Northern Ireland news

Wearing of face masks to be enforced in shops from August 20

The move brings Northern Ireland in line with the Republic, Scotland and England

Face mask wearing will be enforced in shops from August 20, amid attempts to prevent a second wave of infection this autumn, the executive agreed last night.

The move brings Northern Ireland in line with the Republic, Scotland and England.

Ministers have agreed that while the wearing will technically be mandatory from August 1, it will not be enforced for almost three weeks while a public awareness campaign take place to encourage "voluntary compliance".

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Health Minister Robin Swann said he was "pleased that the executive has supported my recommendation... in line with the expert advice provided to ministers by the Chief Medical Officer and Chief Scientific Adviser".

"The evidence in support of face coverings in shops and other enclosed spaces has become increasingly compelling. It should become second nature to us in the weeks and months ahead. I am confident people will want to do the right thing.

"This is particularly important in light of the fact that shielding is due to be paused from July 31. As people who have been shielding start resuming everyday activities, the wearing of face coverings in shops is a practical way to reassure them and help them keep safe.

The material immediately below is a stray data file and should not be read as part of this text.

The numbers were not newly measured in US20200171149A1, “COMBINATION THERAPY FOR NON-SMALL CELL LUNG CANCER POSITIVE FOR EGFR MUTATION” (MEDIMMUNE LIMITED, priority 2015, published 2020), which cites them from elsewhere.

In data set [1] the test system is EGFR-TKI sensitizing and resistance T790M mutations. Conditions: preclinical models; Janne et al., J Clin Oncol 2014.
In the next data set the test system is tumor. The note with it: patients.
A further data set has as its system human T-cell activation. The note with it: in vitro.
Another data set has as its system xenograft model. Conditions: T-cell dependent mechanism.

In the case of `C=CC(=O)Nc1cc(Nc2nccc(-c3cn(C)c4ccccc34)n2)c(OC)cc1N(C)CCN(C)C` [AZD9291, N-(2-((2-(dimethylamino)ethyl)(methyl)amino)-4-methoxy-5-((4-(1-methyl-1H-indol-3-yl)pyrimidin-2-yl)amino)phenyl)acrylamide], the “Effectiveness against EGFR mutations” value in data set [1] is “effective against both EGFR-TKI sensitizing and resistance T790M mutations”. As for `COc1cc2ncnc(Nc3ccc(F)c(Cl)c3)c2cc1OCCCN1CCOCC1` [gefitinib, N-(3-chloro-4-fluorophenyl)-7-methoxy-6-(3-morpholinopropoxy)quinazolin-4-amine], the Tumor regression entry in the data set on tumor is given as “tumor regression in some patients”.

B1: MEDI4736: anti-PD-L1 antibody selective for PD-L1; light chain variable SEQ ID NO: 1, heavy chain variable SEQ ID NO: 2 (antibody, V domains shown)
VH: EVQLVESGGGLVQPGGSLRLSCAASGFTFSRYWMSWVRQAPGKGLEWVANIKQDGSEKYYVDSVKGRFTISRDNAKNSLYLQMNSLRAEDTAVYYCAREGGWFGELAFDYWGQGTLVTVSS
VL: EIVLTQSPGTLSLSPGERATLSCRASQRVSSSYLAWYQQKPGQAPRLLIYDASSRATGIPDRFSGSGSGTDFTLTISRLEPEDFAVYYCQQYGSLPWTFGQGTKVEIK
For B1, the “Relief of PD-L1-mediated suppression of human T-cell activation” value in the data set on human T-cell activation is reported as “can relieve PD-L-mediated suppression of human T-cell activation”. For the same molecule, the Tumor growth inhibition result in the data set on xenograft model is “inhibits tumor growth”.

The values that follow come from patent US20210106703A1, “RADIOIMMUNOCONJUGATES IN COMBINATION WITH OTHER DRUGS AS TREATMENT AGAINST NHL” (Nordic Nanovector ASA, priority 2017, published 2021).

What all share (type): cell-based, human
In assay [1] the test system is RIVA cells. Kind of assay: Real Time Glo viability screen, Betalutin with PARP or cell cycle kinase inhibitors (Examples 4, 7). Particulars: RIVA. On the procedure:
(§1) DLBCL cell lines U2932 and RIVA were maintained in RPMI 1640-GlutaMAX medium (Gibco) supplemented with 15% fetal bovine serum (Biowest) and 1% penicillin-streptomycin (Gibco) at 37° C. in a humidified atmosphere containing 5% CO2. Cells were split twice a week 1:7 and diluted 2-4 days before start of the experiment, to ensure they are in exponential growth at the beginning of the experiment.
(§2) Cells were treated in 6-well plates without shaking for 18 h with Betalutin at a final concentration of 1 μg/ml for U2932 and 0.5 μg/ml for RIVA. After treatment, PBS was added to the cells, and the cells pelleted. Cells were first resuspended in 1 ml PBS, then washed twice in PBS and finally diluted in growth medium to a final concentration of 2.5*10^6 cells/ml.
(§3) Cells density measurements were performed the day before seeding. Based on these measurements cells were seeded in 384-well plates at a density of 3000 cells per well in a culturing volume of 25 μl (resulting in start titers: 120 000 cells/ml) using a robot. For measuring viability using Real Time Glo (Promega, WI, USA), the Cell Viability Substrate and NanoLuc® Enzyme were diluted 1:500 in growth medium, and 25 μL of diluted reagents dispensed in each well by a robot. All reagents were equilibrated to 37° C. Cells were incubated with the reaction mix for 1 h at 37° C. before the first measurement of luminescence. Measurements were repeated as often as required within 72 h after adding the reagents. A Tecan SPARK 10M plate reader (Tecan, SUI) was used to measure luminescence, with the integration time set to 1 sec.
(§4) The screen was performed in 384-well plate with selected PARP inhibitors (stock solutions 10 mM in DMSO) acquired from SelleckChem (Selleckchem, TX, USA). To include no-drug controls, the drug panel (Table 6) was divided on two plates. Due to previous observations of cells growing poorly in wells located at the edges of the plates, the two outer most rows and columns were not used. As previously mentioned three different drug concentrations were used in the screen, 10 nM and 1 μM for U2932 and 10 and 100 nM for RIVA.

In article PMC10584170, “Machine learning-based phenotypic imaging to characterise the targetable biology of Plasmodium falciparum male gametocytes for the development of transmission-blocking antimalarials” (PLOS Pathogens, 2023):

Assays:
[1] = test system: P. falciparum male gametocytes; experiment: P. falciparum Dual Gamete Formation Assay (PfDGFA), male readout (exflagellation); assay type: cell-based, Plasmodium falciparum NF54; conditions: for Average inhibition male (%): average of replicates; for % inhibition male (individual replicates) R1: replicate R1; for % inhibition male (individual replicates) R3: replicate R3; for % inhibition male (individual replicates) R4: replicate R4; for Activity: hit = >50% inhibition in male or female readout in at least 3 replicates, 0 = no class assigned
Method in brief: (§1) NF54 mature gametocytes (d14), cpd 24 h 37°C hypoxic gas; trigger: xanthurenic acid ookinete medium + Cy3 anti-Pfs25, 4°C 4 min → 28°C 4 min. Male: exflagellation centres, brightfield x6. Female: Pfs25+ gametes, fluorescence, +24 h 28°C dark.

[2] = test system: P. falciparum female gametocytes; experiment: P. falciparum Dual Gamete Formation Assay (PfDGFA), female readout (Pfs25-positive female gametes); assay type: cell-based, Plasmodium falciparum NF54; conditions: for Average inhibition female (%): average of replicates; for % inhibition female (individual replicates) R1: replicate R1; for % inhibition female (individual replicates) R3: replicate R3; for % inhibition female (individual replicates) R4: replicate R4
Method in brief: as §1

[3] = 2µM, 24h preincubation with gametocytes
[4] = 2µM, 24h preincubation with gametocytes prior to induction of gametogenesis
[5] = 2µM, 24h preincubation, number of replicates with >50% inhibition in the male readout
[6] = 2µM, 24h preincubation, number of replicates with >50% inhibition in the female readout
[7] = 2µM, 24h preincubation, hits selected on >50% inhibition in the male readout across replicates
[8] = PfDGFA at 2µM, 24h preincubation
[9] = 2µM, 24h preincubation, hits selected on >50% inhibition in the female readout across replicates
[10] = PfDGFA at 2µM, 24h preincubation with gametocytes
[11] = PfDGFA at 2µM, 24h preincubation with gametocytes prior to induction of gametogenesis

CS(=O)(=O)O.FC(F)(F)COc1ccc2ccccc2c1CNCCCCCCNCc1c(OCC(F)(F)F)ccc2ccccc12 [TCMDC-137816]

"I am also very mindful of the need to protect retail staff."

He said he expects at least 80 per cent compliance before enforcement begins.

The move does not change official advice around social distancing.

Aodhán Connolly, director of the Northern Ireland Retail Consortium, said it supports the measures, but said shopkeepers should not be made to police customers.

"We hope the public take the opportunity to voluntarily use face coverings so that we don't there is no need to make it mandatory on 20th of August. While retailers will play their part in communicating the new rules on face masks, they must not be the ones enforcing these rules.

"With hundreds of incidents of violence and abuse directed at retail staff every day, we welcome the announcement that enforcement will be left to the authorities, rather than potentially putting hardworking retail colleagues in harm’s way.

"We look forward to further clarity over whether the wearing of face coverings will apply to shop staff. If so, there must be flexibility for colleagues who are in stores all day and can already benefit from other safety measures such as protective screens and 2m distancing.

"Retailers have already spent millions of pounds installing perspex screens, implementing social distancing measures and providing additional cleaning in stores; we hope this announcement will make shoppers feel even more confident about returning to the high street."

Meanwhile, First Minister Arlene Foster and Deputy First Minister Michelle O'Neill are to ask the British and Irish governments to seek alignment between their so-called travel `green lists' to following disputes over how to protect the north from Covid-19 infections being brought back by travellers.

Sinn Féin had been pushing for travellers from Great Britain to be quarantined - a stance rejected by the DUP.

The leaders have asked for a special summit of the British Irish Council to discuss the common travel area and the disparity between the two countries' green lists.

An Executive meeting yesterday also set an provisional date of Monday August 10 for the reopening of indoor pubs and bars which only sell drink to reopen.

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